Spring growth and tracking the changes
We’ve had so much rain here in California this winter, and it is allowing the grassy hills to remain lush and green into mid-April! As I look through photos and journal entries from past years, this time is often when the grasses have faded to a straw color.
- Wildflowers are beginning to pop up in a rainbow of colors. 🌈
- Dormant winter branches are leafing out with new spring leaf bursts. 🌱
- More birds are singing each day, and spring migrant birds return to my nearby nature. 🎵
- The sun rises earlier in the morning 🌅 and sets later in the day, meaning I have more time to walk my dog in daylight!
Keeping track of my nearby nature and recording the observations in my nature journal helps me to understand the rhythms of nature and to notice when something is not following the pattern.
Watching a particular place and returning to it multiple times through the seasons, I develop a personal connection and gather nature knowledge. Sometimes nature shows me something I might not uncover in an online search or book.
And, when I journal it, I remember it better.
When I watch nature change and go through it’s seasons, I become familiar with it’s rhythms, cycles and patterns of growth. My interest and affection for it can continue to grow and my desire to care for its well-being blossoms.
This is the case for so many plants, animals and places I’ve come to know and love.
Connecting to the web of Nature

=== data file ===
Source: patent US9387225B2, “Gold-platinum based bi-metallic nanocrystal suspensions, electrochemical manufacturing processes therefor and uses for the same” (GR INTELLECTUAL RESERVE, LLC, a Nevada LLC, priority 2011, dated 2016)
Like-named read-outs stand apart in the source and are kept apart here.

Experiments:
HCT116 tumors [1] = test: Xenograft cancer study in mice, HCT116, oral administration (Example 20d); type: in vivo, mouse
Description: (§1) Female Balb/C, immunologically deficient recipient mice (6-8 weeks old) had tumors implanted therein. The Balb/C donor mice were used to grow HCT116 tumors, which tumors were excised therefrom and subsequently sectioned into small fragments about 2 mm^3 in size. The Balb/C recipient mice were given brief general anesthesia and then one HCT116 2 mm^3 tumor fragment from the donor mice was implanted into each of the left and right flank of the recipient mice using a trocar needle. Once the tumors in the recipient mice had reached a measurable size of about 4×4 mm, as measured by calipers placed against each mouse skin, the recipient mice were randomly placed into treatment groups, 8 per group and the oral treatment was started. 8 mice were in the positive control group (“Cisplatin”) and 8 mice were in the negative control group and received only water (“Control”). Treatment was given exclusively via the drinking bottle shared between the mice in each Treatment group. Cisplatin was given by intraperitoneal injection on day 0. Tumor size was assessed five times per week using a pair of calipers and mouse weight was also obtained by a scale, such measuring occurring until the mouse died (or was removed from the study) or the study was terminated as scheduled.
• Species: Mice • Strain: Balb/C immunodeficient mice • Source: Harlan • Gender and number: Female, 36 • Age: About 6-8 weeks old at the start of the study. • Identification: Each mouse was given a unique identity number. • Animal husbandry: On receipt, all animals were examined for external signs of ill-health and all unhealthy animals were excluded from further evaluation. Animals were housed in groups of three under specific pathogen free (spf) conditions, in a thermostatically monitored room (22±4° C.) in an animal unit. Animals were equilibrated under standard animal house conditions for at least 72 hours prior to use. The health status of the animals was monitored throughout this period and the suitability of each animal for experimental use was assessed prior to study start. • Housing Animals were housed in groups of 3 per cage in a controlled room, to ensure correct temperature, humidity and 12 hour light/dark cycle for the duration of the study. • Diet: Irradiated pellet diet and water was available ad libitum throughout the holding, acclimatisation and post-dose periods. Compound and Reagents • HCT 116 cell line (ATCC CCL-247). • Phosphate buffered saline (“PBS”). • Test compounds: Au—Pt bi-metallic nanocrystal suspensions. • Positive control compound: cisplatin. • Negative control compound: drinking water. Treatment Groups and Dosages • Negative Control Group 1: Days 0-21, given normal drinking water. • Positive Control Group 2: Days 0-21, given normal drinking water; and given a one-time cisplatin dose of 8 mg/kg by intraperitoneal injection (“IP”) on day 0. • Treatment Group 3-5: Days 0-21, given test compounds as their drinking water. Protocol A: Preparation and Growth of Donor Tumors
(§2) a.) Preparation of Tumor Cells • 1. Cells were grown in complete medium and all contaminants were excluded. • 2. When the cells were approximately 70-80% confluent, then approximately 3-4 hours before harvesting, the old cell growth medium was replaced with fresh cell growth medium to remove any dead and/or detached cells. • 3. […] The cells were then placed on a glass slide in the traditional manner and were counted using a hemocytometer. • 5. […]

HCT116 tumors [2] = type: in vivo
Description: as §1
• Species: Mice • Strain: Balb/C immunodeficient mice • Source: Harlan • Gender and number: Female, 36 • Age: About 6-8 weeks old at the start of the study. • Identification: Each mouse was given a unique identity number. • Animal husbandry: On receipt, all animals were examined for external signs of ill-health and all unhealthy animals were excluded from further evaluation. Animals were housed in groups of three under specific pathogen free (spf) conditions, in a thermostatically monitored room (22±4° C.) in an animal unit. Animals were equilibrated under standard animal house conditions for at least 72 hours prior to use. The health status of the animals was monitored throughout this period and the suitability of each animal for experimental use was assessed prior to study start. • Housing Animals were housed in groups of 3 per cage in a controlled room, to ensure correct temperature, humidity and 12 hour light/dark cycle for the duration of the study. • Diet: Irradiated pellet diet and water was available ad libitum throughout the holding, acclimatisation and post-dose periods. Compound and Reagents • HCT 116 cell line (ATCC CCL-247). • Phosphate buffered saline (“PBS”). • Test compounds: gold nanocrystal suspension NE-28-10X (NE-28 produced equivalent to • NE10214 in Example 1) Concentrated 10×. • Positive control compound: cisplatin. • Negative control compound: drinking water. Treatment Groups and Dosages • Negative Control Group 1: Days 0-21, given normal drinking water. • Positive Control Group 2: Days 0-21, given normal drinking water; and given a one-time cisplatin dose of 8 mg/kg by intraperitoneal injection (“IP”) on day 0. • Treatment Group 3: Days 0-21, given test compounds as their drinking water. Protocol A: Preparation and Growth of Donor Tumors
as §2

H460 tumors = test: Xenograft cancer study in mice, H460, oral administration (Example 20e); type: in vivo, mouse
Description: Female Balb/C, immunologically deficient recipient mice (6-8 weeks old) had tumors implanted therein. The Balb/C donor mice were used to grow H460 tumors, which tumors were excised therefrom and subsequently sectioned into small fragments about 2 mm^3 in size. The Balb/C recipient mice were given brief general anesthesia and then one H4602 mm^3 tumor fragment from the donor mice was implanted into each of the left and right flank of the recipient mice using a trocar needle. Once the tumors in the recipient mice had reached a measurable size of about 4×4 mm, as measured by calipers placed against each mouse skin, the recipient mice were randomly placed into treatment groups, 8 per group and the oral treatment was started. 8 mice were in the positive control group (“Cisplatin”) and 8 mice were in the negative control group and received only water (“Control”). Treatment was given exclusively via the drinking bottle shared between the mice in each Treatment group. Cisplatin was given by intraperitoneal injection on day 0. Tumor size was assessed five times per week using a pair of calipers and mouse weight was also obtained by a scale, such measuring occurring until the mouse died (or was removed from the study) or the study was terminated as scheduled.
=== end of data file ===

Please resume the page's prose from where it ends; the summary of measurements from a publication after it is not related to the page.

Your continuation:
When we look upon nature with this kind of curiosity and deliberate attention, we feel a deeper connection beginning to swell in our minds and hearts.
Sustaining this awareness, we begin to see more clearly that we are part of the web of nature. We begin to feel our interdependence with all living things– we give and receive from each other. A well-known example is plants and photosynthesis.
Through the process of photosynthesis plants make their ‘food’ in the form of sugar. They absorb the carbon dioxide from our exhalation and release oxygen as a waste product. We and other air-breathers inhale what the plants exhale, and exhale what plants inhale! We depend on each other.
All it takes is just our desire and some actions to grow this meaningful connection with nature.
Nature Treasure hunt
Using your senses, you can expand your awareness of the world around you.
As we move through life, we often use our vision disproportionately more than our hearing, smell, sense of touch and taste.
Practice using other senses and see what you might discover. Often there are a multitude of extraordinary things hidden in the ordinary–deliberately using your senses, you can uncover these gems.
A gift for you
Here’s a fun way to observe the changes that you might find in the spring time. I’ve drawn up a few ideas. You can download your free Spring Nature Treasure Hunt here.
See what you can find outdoors. Add them to your nature journal!
You can absolutely use this sheet as a jumping off point and look for nature treasures at differnt times of the year or different locations, too!